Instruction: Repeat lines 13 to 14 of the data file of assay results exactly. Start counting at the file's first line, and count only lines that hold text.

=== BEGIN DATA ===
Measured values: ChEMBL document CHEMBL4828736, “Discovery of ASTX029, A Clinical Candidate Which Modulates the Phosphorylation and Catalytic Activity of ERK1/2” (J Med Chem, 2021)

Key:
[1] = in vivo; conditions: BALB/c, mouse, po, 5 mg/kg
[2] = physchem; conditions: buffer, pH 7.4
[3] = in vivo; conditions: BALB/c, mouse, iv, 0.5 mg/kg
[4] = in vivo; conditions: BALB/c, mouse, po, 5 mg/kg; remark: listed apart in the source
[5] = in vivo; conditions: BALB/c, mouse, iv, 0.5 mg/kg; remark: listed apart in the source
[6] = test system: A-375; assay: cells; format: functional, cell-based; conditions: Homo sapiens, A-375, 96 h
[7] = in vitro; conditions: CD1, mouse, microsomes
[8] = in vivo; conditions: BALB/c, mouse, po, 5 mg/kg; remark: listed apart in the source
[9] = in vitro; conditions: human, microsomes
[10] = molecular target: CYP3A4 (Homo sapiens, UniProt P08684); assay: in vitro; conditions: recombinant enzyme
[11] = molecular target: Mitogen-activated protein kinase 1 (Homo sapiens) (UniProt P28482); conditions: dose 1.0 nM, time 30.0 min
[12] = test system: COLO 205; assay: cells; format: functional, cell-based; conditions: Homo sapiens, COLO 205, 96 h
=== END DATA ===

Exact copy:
[11] = molecular target: Mitogen-activated protein kinase 1 (Homo sapiens) (UniProt P28482); conditions: dose 1.0 nM, time 30.0 min
[12] = test system: COLO 205; assay: cells; format: functional, cell-based; conditions: Homo sapiens, COLO 205, 96 h